March 13, 2014

Closing? Mike's Of Noe Valley Shoe Repair

We picked up a Twitter rumor that Mike's Shoe Repair might be closing, what with a For Rent sign in the window. We stopped by, and while the there was no sign posted, there was also no sign that the shop will return. It was closed at 4pm and the shelves were looked bare -- the only "inventory" looks to be peoples' shoes. We called and no answering machine picked up - it just rings and rings.

This shoe repair shop has been in the neighborhood in some form going back at least into the 1940s. Here's some history via the Voice eulogizing a long-time fixture in Noe Valley after her death in 2010:
The whole neighborhood is mourning the loss of one of our most beloved residents, Helen Weinschenk, who passed away on Jan. 19 at age 98. Helen and her husband Arthur moved to Noe Valley in 1949 and bought and operated a shoe repair shop called Mission Renewal, located where Ambiance is now. They lived in an apartment behind the store. Arthur died in 1964, and Helen continued on as the shop's cobbler until 1977, when she sold the business to Barry and Patti Wood, who renamed it the Wooden Heel. The shop moved to its current location on 24th Street near Castro in 1981, and the Woods sold the business in 2002. Helen worked at the Wooden Heel until retiring in 2004 at age 92.
Miguel "Mike" Arqueta has owned the shop since 2002, and while reviews are mixed at best we never had a problem.

One of the things that makes 24th St in Noe Valley a great neighbhorhood strip is that it has services you need. Or had. A hardware store couldn't pull through, movie theaters and butchers are gone from 24th St and now it looks like we're losing our cobbler. We have plenty of clothing boutiques, coffee shops, florists and kitch - just like every other trendy main drag in the City. As one person said, "at least Union Street still has shoe repair!"

It would be sad to lose a useful service in the neighborhood. Has anyone talked to Mike lately?

Update (3/14): A tip from John Downing sent us to Craigslist:

The ad reads:
"This retail store space is located on 24th Street between Castro and Noe Streets on the south side of the street. It measures approximately 800 sf. This space is currently occupied and can be made available with 30 days notice to the existing tenant.
Emphasis ours. It sounds like Mike is going to stick around until a renter is found. We'll try and found out.

[Photo: Adam Fagen]


Anonymous said...

After picking up my patent leather shoes from Mission St for Easter we would take them to Helen to have taps put on them. I loved the smell of the place, it was the end of the 1960's. I remember being only as high as the counter and watching the machine that she would use to shine shoes. Her hands were symbols of a life of work but she seemed to be just fine with that. My Noe Valley is not there anymore.....especially if the shoe repair shop goes.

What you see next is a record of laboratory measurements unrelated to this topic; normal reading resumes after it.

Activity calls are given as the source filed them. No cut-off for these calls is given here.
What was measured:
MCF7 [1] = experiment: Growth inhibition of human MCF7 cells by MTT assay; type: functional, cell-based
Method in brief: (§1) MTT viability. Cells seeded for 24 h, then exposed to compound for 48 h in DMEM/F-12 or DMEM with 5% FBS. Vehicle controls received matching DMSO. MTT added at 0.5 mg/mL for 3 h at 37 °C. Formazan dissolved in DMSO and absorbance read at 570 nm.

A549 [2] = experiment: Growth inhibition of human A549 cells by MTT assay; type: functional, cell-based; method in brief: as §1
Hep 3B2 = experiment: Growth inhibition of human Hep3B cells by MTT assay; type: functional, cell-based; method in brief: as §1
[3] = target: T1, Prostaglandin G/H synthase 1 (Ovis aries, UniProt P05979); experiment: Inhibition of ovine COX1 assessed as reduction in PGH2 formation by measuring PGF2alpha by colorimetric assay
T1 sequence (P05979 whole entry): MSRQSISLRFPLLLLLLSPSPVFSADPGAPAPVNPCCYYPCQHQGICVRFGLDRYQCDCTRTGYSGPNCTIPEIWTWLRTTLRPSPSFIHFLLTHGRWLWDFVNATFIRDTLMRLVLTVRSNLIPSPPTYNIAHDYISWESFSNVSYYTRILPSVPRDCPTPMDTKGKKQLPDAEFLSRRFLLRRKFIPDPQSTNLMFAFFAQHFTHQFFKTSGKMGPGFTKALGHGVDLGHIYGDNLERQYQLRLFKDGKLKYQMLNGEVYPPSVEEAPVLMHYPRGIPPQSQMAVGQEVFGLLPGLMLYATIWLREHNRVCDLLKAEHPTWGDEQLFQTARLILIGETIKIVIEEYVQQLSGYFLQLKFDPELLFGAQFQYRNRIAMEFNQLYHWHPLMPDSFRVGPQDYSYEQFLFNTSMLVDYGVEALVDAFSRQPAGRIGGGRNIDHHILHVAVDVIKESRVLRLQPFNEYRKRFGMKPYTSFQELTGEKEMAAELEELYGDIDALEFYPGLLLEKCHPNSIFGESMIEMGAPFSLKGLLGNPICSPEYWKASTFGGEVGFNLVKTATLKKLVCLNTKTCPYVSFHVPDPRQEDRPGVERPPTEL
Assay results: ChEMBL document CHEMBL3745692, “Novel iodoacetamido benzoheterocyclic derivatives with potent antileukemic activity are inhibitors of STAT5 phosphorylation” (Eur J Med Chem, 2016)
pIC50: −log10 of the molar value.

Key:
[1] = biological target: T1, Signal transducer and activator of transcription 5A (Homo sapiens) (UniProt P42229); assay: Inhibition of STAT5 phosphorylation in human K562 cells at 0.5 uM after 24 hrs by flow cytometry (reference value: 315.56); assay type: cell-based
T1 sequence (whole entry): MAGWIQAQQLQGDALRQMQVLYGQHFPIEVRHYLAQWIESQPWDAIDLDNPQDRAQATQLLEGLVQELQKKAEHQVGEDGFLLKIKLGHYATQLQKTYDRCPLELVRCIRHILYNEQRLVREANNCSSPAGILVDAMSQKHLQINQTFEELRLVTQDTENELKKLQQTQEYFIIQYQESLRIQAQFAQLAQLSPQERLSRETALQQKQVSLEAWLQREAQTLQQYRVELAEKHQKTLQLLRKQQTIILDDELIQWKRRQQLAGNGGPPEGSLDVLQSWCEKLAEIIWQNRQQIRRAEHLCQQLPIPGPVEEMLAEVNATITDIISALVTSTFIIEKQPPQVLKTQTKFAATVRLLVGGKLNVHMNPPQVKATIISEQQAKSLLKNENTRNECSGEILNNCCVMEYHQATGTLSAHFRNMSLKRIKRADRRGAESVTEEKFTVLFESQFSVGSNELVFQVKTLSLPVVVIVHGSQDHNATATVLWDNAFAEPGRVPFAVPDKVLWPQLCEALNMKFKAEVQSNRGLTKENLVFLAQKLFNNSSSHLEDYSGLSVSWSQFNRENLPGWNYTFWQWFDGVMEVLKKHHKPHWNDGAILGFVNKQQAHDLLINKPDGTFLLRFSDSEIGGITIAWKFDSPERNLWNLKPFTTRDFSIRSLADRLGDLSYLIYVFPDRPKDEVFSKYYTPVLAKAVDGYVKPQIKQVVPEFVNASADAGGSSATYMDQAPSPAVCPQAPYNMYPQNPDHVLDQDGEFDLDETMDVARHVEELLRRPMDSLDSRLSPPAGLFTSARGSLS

Anonymous said...

While I hate to see any small business fail, I think the demise of this one was inevitable. I had nothing but problems there. But that said, 24th St. really does need a good cobbler. After a few disasters with Mike, I started going to Tip Top over on West Portal and have had nothing but wonderful service and top-notch repair from them. But I would far prefer it if those dollars were benefiting my own neighborhood.

I hope to high heaven that whoever rents this space will NOT be a financial institution of any kind, a nail salon, a medical office of any kind, a gym, or worst of all, a realtor. While these businesses certainly serve a purpose, we are being smothered and over-ridden by them on 24th St. I don't understand why they can't peacefully coexist on side streets.

As our viable businesses leave 24th St., I find myself going more and more outside Noe to do my shopping and get basic services. Just as importantly, if this trend continues, why would anyone from another neighborhood want to come here to shop?

The folks who live here are smart, presumably care about where they live, and want to see their shopping district thrive and offer the things they want to buy or use -- as well as attract people from other areas. We have neighborhood groups for almost everything. Would anyone be in favor of setting up some sort of committee to influence and monitor the types of businesses that wish to open in the neighborhood -- similar to what other communities are doing? It seems as though we need some sort of strategy to ensure the success of our shopping area.